Monthly Archives: September 2016

Rounding The Turn

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September Sunset

The blue globe turns, the axis shifts, time is measured in length-of-days.

Each evening now, the sunset chases me down. Two weeks ago there was an hour after work for walking the dog, tinkering outdoors, putting the sun to bed from atop Nishan Hill. Now we race to see who will arrive first at the Engleville Tick Ranch, me or the sunset.

Yesterday sunset won, and Sassy June and I walked in near-darkness.

I’ll marvel a lot about the crisp, clear air. I’ll ooh and aah on the morning drive, through misty sunrises. I’ll stand stock still and agape as Canada Geese make their annual sojourn, flying so low over our heads that we hear the wingbeats, and the whistle of wingtips.

I’ll shoot hundreds of pictures of colored leaves. Same leaves as last year. Same colors. I’ll bet you have all the same leaves and colors if you live in any temperate climate.

This is the essence of the change of seasons. You’ve waited a full year for this to come around. Between its rarity and your anticipation, how can it help but be exciting? Yes, exciting. Every year for 58 years. Same trees. Same geese. I never tire of it, nor am I ever less-impressed.

This applies to all of our seasons. The Big Four, plus all the mini-seasons in between, all the harbingers of changes coming. All the new and unique things that were not there yesterday. From the first Colt’s Foot of spring to the first snowflake, and back around to ice-off on Engleville Pond. There’s the first Robin of spring, the last sighting of the Ruby-Throated Hummingbird for this year, the Snowy Owls of February and the Red-Winged Blackbirds and their soundtrack of summer.

Circles within circles bring these things to me year after year. Like birthdays, I am always looking forward to the next. A dozen birthdays a year.

There is a comfort in the constant, fondness of the familiar. These things which repeat themselves. These clockworks that can be relied upon. No human intervention or invention can stop them, slow them in their tracks or hasten them along. It is as if they come to visit me, like grandparents from Florida, once a year.

And we embrace.

I wish my arms were 32,000 miles across so I could hug the whole world.

Take care and keep in touch.

Paz

 

Family Farm Day 2016

August 13th was Family Farm Day in Schoharie County, and we headed for daughter Kerry’s farm, about 3 miles from home. She and beau Kenyon operate the Parsons flower and vegetable farm, selling both at their farm stand and at local Farmers’ Markets.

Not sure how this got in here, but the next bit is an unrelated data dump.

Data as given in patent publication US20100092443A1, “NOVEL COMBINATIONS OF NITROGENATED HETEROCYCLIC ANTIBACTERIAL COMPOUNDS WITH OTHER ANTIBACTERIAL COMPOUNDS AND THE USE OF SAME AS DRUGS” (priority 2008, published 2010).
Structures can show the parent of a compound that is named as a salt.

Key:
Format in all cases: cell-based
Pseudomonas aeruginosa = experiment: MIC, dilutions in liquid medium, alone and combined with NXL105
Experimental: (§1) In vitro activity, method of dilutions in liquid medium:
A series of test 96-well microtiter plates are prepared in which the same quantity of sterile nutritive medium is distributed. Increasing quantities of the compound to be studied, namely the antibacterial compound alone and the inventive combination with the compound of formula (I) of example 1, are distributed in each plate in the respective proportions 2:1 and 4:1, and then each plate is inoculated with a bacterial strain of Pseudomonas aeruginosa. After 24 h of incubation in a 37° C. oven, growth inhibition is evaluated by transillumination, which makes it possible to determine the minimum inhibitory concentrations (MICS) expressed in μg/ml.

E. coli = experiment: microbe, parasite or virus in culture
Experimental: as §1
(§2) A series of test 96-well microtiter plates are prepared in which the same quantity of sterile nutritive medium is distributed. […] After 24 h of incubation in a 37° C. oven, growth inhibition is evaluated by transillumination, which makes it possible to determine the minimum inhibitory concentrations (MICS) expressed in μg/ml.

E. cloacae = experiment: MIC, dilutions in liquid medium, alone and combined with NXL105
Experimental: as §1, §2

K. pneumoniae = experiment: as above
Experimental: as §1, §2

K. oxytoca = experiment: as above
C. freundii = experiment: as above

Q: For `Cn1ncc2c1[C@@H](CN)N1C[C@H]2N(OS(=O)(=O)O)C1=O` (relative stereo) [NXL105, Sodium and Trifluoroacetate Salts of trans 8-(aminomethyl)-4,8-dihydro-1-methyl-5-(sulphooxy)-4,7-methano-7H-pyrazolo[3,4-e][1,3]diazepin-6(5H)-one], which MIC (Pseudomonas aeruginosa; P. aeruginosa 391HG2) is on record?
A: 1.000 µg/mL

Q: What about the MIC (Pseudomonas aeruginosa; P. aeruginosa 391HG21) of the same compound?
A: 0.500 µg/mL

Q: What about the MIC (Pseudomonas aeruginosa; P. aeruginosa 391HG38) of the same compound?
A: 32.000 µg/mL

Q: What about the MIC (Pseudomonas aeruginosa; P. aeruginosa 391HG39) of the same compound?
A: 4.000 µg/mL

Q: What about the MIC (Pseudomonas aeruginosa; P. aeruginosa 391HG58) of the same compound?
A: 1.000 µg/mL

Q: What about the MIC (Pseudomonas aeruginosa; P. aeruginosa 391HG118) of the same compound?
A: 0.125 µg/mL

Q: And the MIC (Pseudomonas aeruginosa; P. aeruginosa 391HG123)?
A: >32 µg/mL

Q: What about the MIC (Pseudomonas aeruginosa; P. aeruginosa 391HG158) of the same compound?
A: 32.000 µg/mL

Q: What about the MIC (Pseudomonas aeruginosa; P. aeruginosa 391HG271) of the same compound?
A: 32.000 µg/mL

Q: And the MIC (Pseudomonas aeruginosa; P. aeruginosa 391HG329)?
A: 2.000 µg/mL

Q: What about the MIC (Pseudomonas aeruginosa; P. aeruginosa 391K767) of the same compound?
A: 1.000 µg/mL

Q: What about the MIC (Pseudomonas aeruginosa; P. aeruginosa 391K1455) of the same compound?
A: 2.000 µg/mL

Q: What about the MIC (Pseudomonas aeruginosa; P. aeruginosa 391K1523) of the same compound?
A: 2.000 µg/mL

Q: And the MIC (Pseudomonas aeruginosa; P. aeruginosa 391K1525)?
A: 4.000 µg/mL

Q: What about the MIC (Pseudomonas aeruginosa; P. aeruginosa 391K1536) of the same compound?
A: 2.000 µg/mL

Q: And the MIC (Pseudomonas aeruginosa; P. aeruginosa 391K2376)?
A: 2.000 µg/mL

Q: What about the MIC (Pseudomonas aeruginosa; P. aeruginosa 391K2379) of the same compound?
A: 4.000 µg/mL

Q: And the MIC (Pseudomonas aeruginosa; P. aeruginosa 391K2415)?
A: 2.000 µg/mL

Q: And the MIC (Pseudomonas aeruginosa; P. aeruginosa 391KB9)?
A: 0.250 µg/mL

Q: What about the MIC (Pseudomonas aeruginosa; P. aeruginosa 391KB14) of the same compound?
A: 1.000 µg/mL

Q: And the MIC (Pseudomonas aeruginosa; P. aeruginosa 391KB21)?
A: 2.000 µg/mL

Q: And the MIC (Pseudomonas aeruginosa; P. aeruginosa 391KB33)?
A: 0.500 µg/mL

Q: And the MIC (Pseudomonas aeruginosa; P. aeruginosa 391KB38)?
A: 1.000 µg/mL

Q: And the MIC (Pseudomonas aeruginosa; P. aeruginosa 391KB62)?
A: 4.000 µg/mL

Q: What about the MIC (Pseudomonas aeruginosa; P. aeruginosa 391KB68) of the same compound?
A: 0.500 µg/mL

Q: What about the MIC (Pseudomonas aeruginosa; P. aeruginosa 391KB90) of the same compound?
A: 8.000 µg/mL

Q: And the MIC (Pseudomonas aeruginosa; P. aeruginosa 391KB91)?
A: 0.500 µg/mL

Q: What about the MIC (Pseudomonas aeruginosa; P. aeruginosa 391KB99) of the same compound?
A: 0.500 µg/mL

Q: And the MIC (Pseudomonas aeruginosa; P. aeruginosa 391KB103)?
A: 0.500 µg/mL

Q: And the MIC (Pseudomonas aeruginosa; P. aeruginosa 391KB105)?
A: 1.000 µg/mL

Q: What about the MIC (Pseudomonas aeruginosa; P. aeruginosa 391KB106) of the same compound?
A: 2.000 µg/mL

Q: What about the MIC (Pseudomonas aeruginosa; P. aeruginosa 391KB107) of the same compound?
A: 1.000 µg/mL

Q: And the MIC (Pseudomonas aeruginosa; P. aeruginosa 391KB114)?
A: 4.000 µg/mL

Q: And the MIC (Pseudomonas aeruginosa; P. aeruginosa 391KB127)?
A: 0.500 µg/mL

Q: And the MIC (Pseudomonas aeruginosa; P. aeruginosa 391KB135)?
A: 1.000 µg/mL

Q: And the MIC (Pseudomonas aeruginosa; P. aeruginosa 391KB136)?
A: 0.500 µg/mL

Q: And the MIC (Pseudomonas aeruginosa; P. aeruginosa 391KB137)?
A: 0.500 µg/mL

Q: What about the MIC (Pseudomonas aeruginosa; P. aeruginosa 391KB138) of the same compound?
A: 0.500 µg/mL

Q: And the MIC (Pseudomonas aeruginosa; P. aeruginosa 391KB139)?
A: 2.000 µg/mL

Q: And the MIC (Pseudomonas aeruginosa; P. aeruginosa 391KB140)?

Mom & Dad’s main job on Family Farm Day is to bring the Cooler Corn, for serving Corn-on-a-stick! It’s called Cooler Corn because of the easy prep, using your picnic cooler. Shuck the corn and toss it in the cooler, boil enough water to cover the corn, pour it in the cooler and close the lid. Twenty minutes later, you have perfectly-cooked hot corn on the cob!

Corn-on-a-stick

Corn-on-a-stick

Kerry & Kenyon are very fun people, and aside from promoting Healthy & Local, Family Farm Day is a bit of a circus atmosphere, with games, activities, prizes and food sampling. The most popular by far is the Corn Toss, where contestants throw whole ears of corn and try to land them in bushel baskets. Inside each basket is a label (actually a paper plate) that indicates the prize you’ve won (if any; last year Kenyon labeled one “Loser”. It was funny, and most folks got prizes anyway).

This is the day you’re encouraged to play with your food! For youngsters (and wanna be youngsters), there’s the Vegetable Art Table. Most popular this year was the construction of Zucchini Cars, closely followed by creation of Vegetable People.

Of course food is a big part of Family Farm Day. There were tastings and samplings, and even the Pampered Chef representative on hand. The peach salsa was a big hit, and everyone got corn on a stick.

Carrying contests were arranged, whereby the contestant needed to carry as much as possible. First there was the Pickle Carry (pre-pickled cucumbers to be exact). The winner managed to carry 64 pickles over the course. Not bad for six-year-old arms!

The Corn Carry was a different matter, and attracted older attendees (like teenagers). We didn’t count the number of ears carried, we were too busy laughing at the contestants!

Surrounded by beautiful flowers, fresh vegetables and lots of friends and family, what could be a better way to spend a day?

Check with your Farm Bureau or Cooperative Extension to see if your county has a Family Farm Day! We’re already looking forward to next year!

Take care, and keep in touch.

 

Paz